35 Great Movies That Got Rotten Reviews When They Came Out
Who says film critics always get it right? Grab the popcorn, because these poorly reviewed films are absolutely worth a watch.
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Critics missed the mark on these movies
Before there was the almighty review section of every online shopping site, we looked to movie critics to fill us in on whether a film was worthy of our dollars, eyeballs, and time. A trip to the movie theater isn’t exactly an inexpensive activity, so the opinions of these cinephiles has been historically a pretty important factor in terms of whether or not we buy those tickets. However, these film buffs don’t always get it right. In fact, some features that were badly panned by critics ended up becoming what we now consider the best movies of all time.
This surprising list includes some of the most iconic dramas, comedies, romantic movies, and horror films—many of which went on to become blockbusters and award winners. It just goes to show you that sometimes it’s best to trust your gut and take a chance on a big-screen story that looks interesting, regardless of what the so-called experts have to say.
Director: Amy Heckerling
Critics didn’t love Clueless as much as audiences? As if! The reviews were most certainly mixed on this 1995 comedy, based on Jane Austen’s Emma and starring Alicia Silverstone as Cher, a Beverly Hills teen navigating her social circle and the halls of her wealthy high school. Time magazine critic Richard Corliss had this to say about the film upon its release: “Paying to see Clueless is not really mandatory. You can learn most of the jokes by surfing the TV and newspaper reviews and get a hint of Silverstone’s blithe luster by watching MTV’s relentless promotions. Taking this Cliffs Notes route, moreover, saves you from sitting through several slow stretches of plot sludge.” Way harsh! Personally, we think Cher and her crew offer a timeless classic that touches on all of the nuances of teenagedom, even if it’s in a glossy, California setting.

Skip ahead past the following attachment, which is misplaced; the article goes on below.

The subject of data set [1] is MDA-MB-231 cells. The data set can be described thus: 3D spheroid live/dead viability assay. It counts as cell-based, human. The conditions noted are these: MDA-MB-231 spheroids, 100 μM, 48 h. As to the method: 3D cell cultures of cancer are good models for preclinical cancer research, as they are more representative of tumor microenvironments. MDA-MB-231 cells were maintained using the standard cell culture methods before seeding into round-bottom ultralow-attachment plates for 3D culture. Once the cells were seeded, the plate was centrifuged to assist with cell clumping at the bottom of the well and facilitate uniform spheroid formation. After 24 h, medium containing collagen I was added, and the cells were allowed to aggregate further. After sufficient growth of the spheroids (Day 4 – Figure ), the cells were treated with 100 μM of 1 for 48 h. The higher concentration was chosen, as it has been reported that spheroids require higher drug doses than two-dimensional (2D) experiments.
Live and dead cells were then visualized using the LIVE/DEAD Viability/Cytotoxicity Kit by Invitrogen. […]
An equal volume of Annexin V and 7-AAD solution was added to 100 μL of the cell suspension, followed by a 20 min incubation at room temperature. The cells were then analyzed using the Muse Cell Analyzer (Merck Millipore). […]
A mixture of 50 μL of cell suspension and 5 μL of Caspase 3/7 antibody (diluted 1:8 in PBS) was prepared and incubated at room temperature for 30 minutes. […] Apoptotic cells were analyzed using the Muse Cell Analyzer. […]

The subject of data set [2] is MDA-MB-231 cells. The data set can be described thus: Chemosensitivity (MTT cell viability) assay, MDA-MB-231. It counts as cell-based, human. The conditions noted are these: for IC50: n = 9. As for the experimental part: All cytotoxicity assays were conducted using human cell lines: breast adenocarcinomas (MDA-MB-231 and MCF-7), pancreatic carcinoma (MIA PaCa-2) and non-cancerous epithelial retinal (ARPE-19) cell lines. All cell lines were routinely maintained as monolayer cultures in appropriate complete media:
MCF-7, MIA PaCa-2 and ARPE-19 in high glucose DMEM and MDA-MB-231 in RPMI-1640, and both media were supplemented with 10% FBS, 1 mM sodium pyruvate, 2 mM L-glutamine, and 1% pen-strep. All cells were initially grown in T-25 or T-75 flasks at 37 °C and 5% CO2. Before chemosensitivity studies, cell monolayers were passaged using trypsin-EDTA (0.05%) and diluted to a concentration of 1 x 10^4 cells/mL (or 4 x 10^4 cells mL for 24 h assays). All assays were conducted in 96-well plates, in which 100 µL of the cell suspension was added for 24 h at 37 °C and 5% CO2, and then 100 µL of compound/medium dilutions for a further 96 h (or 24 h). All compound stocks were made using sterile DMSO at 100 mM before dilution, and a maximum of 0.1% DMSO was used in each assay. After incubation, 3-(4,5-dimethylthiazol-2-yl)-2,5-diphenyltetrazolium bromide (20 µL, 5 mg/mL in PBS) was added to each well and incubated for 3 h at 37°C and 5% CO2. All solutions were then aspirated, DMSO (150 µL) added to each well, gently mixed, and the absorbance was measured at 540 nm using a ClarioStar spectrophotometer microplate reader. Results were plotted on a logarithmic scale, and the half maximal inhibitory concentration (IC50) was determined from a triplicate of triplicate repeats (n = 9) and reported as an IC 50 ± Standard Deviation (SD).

Director: Michael Curtiz
An American expat (Humphrey Bogart) running a nightclub in Casablanca, Morocco, must decide whether to help his former lover (Ingrid Bergman) and her husband escape the country during the early days of World War II. Today, when we think of Casablanca we think of romance, intrigue, and the glamorous bygone era of old Hollywood. But at the time, the New Statesman’s critique of the beloved classic said the love story was “horribly wooden” and filled with “clichés everywhere that lower the tension.” To the fans of the film who are offended by such a shoddy review, or to those who are about to discover it for the first time, we say, “Here’s looking at you, kid.” After all, the flick is filled with some of the most memorable movie quotes of all time.
Director: Pierre Morel
Just when he thought he could take it easy, a retired CIA agent (Liam Neeson) finds himself right back in the action and putting himself in danger when he must save his kidnapped daughter. Fans ate up every minute of one of the best action movies of all time, spawning sequels; however, critics were less than thrilled. Roger Ebert only gave the movie two and a half stars, saying it was “preposterous,” although he admitted no one expects these kinds of popcorn thrillers to be plausible. Entertainment Weekly called it a “propulsively outlandish B movie.” Not exactly the words that would inspire someone to plop down the cash for a movie ticket. But moviegoers did, and it turned Neeson into a bona fide action star. For the record, he went on to play the character of Bryan Mills another two times.
The Wizard of Oz
Director: Victor Fleming
A tornado sweeps Dorothy and her dog, Toto, away from Kansas to the magical land of Oz, where she meets new friends and foes in her quest to get home. The Wizard of Oz is one of those classic family movies your kids will love—and that you’ll be excited to watch together for the first time. Today, the flick seems like something spectacular, and the nostalgia involved warms the heart. But Otis Ferguson, film critic for The New Republic, hated the film at the time of its release, writing, “It has dwarfs, music, technicolor, freak characters, and Judy Garland. It can’t be expected to have a sense of humor as well—and as for the light touch of fantasy, it weighs like a pound of fruitcake soaking wet.” But the joke was on him, as the film was nominated for an Academy Award for Best Picture.